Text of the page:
The Complete Guide to Attacking Chess
What you'll learn
- Ability to appreciate what makes attacking chess effective and how to get great attacking positions for combinations to become possible
- Ability to appreciate the elements in positions relating to attacking potential
- Ability to see how certain openings can lead to attacking positions
- Appreciate the greatest attacking players in Chess history
- Ability to become a more concrete player by basing play around concrete mating combinations that end the chess war
- Ability to reverse engineer how beautiful mating combinations are made possible and see the mistakes made, and elements made use of
- Ability to appreciate some of the most iconic and instructive attacking chess games in history
- Ability to appreciate the attacking perks of various pawn structures
- Ability to appreciate that sometimes winning endgame simplification is the reward for attack
- Ability to appreciate Alexander Alekhine as a "sensei" for Kasparov and learn from Alekhine's attacking foundation examples
- Ability to appreciate Alexander Tolush as a "sensei" for Spassky and learn from Tolush's foundational examples
- Ability to appreciate the power of piece teamwork when the opponent's King is weakened for example controlling escape squares, supporting pieces, and checking
- Ability to appreciate saying "No!" to opponent's threats and need to auto-recapture and instead becoming more downside centric e.g. mating instead
- Ability to appreciate the accumulation of advantages model set out by the first World chess champion Steinitz and how this relates to groundwork for attacks
- Ability to appreciate the power of opening preparation when preparing for specific opponents
- Ability to appreciate grounded attacking chess as a kind of "delayed gratification" in terms of accumulating advantages first and then a justified attack
- Know how the chess pieces move and ideally has interest in attacking chess
This guide to attacking chess highlights key attacking patterns and ingredients that can lead to mating combinations. It does not focus on mating patterns and combinations, but there is exercise training all the way through the example games, so you will also reinforce your combination and tactical skills.
The major "added value" and focus of the course is the opening and middlegame patterns and attacking "ingredients" of play that create the possibilities for mating patterns and combinations that crown earlier efforts.
The magic behind for example Alekhine's combinations for how he created the possibilities is systematically explored to help determine "key attacking ingredients". For attacking players such as Rudolf Spielmann, Alekhine's combinations were understood but just not how to get those positions.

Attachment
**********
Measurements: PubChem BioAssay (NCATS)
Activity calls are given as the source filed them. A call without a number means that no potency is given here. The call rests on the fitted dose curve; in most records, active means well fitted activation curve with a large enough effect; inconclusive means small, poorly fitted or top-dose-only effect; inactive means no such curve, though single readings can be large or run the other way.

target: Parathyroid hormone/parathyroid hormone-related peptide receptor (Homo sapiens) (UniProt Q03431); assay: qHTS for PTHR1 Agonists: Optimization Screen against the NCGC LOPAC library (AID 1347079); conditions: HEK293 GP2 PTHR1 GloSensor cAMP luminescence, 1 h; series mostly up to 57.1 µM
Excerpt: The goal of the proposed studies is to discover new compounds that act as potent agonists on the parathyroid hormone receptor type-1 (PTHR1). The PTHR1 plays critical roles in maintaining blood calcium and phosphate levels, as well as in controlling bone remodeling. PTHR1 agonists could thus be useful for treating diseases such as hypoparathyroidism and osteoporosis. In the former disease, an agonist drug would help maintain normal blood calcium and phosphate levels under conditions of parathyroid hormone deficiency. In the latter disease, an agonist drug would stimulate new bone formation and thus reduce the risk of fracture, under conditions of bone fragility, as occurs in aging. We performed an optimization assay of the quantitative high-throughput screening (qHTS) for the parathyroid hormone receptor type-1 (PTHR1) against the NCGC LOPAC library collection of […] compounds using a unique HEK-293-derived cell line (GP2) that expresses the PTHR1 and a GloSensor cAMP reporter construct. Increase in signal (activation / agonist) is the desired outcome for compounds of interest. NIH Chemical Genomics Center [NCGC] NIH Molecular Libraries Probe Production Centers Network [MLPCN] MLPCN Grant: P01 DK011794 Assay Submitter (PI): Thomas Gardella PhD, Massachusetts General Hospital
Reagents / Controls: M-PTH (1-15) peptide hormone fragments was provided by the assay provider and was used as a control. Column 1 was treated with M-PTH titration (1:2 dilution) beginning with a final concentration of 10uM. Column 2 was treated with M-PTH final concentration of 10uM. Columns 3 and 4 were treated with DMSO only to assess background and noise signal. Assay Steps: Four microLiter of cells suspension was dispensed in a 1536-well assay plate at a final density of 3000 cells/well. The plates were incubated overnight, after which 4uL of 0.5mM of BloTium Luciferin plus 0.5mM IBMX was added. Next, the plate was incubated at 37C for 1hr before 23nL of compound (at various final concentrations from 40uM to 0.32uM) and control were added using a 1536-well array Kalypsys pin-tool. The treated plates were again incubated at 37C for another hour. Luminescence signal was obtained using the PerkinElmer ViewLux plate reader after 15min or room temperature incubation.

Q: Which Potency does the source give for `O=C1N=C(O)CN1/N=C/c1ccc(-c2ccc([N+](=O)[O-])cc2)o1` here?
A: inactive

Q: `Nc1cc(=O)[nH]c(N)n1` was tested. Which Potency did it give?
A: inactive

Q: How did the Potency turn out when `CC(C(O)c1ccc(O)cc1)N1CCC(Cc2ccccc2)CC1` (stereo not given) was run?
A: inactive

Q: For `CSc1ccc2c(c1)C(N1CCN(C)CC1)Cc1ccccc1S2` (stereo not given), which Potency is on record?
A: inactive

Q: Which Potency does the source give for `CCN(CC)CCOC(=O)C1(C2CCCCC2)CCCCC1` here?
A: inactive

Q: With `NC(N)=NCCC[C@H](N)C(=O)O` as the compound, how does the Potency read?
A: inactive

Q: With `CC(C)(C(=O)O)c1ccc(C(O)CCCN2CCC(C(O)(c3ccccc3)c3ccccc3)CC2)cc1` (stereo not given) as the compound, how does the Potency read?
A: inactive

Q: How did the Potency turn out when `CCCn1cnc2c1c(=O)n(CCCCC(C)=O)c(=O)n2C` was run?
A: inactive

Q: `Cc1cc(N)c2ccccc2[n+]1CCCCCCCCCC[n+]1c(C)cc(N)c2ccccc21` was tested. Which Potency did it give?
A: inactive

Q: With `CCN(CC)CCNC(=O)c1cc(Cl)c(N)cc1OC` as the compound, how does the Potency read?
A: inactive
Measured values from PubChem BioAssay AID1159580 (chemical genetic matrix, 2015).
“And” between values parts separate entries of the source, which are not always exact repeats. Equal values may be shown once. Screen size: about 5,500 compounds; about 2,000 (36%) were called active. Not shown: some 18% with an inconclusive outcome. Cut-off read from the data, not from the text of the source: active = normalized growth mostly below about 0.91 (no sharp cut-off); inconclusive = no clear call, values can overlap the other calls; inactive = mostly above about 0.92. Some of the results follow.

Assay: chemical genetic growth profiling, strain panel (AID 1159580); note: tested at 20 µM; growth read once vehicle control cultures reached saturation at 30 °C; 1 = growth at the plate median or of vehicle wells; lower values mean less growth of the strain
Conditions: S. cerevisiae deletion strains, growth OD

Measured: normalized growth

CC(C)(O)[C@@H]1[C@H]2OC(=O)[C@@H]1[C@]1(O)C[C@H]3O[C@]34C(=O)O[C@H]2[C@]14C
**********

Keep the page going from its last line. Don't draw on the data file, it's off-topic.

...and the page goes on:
"I can comprehend Alekhine's combinations well enough, but where he gets his attacking chances from and how he infuses such life into the very opening - that is beyond me." – Rudolf Spielmann
If you require a mating patterns guide, please check Kingscrushers "Art of Checkmate" which is a complementary course to this one. If you require a primer on tactical patterns, please check Kingscrusher's "Complete guide to chess tactics". These are complementary courses to this one. This course focuses on "how to get the attacking positions" in the first place, determining the key attacking patterns and ingredients from the Opening and into the middlegame.
The course is structured into layers taking into account both the acknowledged masters of attack and also the brilliancy games which showed other masters playing exceptionally well.
The first key "example layer" of the course made was instructive games of Alexander Alekhine who really loved tactics and combinational play and sought out key ingredients for these combinations in the opening and middlegame phase. Some of the course sections highlight these key ingredient "patterns" that are leveraged such as the "bishop without a counterpart". Other sections of the course have been inspired by Neural Network patterns because there is solid evidence that with less calculation, these patterns can even defeat very strong and accurate traditional "AB engines". So Neural network patterns such as "Thorn pawns" and "Bishop without a counterpart" create some of the sections.
The second key "example layer" of the course is made out of the immortal notable games of chess which have a strong attacking element to them. The ingredients of such games are dissected and these examples strengthen the section themes.